Mapa del Reynado de Sevilla executado por el Ingenioro en Geje Dn. Francisco Llobet.
43 x 60 in (109.22 x 152.4 cm)
1 : 195000
An exceptional 1748 wall map of the Kingdom of Sevilla or Seville, Spain, by Francisco Llobet. Coverage extends from the Guadiana River, or Odiana, which forms the western border of Sevilla and Portugal, to the border with Granada, and from Extremadura and Cordova to the Gulf of Cádiz. It is large, with meticulous detail, illustrating towns, villages, and roads. Some effort is made to further illustrate terrain, distinguishing between developed agricultural lands, mountains, marshy terrain, lowland plains, and forests. A dramatic cartouche in the lower left takes the form of a Romanesque plinth, surmounted by the royal arms of King Ferdinand VI (1713 - 1759).
Zenón de SomodevillaWhile dedicated to King Ferdinand VI (1713 - 1759) of Spain, the map was commanded por mano by the Marques de la Ensenada, Zenón de Somodevilla (1702 - 1781). Holding four major positions in the Royal Court, Somodevilla was arguably the most influential individual in Spain short of the king himself. Uncommon for the time, is likely that Somodevilla rose to power from relatively humble circumstance through his superlative military and administrative capabilities. His administration (1748 - 1754) began in the year this map was published and was marked by extensive internal reforms intended to both foster economic development and shore up the power of the crown. Among his most important projects was the Catastro of Ensenada, a broad but exacting census of Spain compiling population, territorial properties, buildings, cattle, offices, all kinds of revenue and trades, and even geographical information in an effort to reform the state tax system. While this map predates the formal inception of the Catastro, its meticulous detail is a precursor of the more extensive survey and statical work that followed in 1749.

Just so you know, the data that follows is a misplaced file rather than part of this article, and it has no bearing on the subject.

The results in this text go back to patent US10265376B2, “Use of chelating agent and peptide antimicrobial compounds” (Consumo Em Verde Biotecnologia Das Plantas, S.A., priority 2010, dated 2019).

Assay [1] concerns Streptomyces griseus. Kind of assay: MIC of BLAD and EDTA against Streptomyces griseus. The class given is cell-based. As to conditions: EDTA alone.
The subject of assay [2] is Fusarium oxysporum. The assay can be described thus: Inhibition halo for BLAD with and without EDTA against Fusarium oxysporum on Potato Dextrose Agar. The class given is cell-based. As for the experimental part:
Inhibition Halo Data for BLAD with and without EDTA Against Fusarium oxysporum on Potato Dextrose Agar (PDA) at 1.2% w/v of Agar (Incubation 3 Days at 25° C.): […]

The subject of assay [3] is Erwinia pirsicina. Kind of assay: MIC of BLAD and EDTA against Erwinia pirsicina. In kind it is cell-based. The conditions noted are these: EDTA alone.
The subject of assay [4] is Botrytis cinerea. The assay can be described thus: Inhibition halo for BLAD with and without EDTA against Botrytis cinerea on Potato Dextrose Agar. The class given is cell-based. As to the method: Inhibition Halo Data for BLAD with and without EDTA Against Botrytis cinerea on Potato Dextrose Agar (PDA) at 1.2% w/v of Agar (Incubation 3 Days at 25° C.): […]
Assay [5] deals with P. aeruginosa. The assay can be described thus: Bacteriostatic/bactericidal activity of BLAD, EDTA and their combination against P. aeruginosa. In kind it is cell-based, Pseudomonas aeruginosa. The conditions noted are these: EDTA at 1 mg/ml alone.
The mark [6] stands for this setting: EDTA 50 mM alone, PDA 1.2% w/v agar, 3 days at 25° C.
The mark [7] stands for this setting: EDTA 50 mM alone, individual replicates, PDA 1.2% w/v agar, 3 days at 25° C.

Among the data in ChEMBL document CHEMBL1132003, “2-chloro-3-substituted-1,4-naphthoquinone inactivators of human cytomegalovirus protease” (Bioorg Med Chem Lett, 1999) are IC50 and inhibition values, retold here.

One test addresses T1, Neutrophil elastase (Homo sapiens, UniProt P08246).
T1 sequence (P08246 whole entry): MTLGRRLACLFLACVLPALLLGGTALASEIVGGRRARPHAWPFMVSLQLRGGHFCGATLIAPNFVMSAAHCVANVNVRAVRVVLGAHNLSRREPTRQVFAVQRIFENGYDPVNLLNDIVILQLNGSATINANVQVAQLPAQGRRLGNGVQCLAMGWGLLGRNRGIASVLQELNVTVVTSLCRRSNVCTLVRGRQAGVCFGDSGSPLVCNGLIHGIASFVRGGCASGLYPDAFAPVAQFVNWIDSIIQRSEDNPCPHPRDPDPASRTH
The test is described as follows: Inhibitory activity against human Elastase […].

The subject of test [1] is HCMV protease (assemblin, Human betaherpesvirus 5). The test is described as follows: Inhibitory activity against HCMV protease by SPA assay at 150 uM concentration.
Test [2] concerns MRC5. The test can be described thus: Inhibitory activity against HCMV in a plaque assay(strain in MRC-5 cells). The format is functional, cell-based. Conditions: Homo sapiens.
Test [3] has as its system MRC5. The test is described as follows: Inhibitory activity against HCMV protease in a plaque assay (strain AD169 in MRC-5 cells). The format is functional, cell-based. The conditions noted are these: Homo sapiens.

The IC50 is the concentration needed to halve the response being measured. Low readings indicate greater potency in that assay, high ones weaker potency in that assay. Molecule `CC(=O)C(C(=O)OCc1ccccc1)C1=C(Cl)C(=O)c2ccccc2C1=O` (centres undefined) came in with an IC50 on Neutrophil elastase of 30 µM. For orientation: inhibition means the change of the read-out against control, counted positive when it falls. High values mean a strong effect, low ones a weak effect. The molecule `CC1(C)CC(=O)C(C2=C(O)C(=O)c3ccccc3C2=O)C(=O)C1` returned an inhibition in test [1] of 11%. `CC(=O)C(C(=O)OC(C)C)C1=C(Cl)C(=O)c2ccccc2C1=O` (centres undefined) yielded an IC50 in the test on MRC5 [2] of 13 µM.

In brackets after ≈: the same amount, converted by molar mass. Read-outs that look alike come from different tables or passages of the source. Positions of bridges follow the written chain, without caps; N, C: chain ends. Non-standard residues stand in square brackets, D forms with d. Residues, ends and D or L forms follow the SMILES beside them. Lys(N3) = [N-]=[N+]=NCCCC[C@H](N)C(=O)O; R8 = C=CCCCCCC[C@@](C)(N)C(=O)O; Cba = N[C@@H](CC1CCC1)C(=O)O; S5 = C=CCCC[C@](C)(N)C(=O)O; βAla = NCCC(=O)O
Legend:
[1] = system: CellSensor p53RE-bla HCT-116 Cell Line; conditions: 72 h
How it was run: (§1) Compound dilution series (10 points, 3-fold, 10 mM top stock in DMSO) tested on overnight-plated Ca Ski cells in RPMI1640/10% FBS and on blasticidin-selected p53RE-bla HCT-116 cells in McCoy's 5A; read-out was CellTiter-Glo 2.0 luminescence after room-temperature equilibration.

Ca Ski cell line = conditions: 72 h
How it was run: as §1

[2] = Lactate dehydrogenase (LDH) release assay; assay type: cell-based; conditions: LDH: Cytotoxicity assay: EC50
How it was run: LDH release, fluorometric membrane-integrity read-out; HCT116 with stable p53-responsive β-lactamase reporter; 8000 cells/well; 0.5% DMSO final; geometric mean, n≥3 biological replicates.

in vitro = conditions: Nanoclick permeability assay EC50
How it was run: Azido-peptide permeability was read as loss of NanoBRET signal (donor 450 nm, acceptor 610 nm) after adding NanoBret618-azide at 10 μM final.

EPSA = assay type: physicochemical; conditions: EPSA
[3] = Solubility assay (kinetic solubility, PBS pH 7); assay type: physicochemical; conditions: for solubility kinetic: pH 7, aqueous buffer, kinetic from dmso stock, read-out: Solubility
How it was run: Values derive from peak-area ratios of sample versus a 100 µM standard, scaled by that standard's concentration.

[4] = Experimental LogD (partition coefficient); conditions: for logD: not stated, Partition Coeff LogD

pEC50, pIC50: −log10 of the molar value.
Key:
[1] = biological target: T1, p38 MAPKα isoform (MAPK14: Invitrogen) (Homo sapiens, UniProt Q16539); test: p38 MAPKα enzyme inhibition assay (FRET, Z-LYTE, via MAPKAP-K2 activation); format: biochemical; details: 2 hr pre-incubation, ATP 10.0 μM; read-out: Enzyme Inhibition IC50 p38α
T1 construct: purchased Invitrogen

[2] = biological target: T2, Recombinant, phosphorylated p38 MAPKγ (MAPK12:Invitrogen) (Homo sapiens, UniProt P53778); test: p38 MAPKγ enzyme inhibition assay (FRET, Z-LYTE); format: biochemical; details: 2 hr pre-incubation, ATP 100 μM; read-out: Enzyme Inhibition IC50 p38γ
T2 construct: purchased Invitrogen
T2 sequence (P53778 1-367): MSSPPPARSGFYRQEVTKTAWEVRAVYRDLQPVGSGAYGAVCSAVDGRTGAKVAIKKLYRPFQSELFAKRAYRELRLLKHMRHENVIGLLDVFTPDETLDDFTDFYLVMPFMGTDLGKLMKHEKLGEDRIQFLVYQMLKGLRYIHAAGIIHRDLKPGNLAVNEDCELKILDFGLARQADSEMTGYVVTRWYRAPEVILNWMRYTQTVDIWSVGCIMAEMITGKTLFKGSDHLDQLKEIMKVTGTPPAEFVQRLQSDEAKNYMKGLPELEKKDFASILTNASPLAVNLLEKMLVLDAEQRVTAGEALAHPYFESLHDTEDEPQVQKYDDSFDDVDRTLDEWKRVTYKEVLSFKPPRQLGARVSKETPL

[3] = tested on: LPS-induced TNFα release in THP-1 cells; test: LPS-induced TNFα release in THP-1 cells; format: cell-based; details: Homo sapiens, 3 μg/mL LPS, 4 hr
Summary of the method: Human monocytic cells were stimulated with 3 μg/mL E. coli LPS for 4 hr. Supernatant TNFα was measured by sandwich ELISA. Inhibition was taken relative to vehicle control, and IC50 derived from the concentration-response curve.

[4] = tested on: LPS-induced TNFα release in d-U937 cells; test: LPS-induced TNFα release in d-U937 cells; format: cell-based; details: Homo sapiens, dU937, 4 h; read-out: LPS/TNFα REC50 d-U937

Publication History and CensusThe map is attributed to Francisco Llobet and was ordered by the Marqués de Pozoblanco, not an individual, but rather a royally appointed title created in 1687 by King Carlos II for Francisco Manuel de Velasco y Estrada (1681 - 1746). Velasco y Estrada was the Ingeniero General de España and was born in Sevilla, suggesting a possible deeper connection to the map. The imprint may refer to this individual, or it may refer to his son, Juan Manuel de Velasco Pimienta, the second Marqués de Pozoblanco.
Very good. Some wear on old fold lines and glue discolorations where panels were joined by publisher. Minor loss - stabilized - at some fold intersections.
OCLC 495095994. Bibliothèque nationale de France, département Cartes et plans, GE DD-2987 (1707 B). National Library of Spain, MV / 110.